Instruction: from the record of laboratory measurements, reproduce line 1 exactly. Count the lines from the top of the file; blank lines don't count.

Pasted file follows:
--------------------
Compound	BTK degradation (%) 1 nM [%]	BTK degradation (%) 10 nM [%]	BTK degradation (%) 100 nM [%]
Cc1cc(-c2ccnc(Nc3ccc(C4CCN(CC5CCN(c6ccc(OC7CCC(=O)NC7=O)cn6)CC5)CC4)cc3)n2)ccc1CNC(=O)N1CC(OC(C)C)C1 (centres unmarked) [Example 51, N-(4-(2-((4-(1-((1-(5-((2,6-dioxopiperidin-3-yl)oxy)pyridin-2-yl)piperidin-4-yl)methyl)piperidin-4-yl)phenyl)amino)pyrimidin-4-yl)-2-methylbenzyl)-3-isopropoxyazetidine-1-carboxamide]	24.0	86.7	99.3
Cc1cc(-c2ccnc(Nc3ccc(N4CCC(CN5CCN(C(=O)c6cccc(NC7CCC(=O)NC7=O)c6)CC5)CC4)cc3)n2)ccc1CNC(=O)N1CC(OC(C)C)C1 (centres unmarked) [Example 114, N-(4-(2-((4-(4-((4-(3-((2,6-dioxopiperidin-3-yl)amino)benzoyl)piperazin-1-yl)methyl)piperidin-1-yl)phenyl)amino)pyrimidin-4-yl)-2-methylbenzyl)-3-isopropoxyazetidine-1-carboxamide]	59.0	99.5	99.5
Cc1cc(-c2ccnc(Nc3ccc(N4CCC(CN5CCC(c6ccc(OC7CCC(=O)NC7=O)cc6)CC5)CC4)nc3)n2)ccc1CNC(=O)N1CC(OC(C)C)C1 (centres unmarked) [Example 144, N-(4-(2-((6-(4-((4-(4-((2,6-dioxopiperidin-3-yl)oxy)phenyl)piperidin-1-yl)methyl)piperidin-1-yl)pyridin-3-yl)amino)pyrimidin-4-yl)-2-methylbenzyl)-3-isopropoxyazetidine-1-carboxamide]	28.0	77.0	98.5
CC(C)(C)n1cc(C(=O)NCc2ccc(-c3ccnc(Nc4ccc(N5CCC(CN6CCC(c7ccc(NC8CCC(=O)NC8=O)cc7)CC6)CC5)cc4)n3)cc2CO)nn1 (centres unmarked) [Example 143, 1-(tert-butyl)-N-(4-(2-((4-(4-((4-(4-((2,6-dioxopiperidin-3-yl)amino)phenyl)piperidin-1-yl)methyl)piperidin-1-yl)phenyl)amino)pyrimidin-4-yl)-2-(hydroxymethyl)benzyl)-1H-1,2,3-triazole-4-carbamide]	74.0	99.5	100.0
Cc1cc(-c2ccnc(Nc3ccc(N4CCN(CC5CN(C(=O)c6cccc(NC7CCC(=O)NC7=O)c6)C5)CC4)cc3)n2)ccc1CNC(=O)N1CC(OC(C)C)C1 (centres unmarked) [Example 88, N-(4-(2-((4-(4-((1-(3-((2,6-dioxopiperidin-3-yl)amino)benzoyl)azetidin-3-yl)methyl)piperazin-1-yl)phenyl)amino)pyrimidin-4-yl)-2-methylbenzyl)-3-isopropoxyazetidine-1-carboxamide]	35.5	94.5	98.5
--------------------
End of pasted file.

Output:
Compound	BTK degradation (%) 1 nM [%]	BTK degradation (%) 10 nM [%]	BTK degradation (%) 100 nM [%]